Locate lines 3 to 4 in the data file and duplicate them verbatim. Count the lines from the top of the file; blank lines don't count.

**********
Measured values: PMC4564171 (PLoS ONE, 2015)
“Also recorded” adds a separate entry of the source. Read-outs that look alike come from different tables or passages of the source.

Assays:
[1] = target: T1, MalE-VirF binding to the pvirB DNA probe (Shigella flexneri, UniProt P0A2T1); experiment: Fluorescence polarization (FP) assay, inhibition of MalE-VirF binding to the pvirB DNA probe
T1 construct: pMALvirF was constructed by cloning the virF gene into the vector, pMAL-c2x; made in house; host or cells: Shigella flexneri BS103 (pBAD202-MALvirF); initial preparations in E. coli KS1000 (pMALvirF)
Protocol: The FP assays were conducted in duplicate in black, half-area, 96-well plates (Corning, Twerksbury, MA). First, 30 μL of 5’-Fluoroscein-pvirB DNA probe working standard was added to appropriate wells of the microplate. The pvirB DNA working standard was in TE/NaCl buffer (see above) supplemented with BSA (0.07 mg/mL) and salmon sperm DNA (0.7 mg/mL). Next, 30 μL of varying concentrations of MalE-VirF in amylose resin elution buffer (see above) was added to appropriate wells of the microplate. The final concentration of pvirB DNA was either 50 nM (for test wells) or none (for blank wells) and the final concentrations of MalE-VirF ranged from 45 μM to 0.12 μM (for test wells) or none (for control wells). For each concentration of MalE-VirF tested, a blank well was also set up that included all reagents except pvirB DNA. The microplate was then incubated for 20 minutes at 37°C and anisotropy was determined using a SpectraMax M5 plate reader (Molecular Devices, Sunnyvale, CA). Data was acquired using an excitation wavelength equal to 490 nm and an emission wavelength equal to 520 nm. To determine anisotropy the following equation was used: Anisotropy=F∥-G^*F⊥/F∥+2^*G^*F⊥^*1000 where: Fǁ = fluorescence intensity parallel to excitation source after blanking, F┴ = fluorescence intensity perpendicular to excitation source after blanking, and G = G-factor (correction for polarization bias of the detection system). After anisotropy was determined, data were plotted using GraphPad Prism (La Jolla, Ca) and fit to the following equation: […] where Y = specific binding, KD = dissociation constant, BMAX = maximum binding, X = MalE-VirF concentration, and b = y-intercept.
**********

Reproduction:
Assays:
[1] = target: T1, MalE-VirF binding to the pvirB DNA probe (Shigella flexneri, UniProt P0A2T1); experiment: Fluorescence polarization (FP) assay, inhibition of MalE-VirF binding to the pvirB DNA probe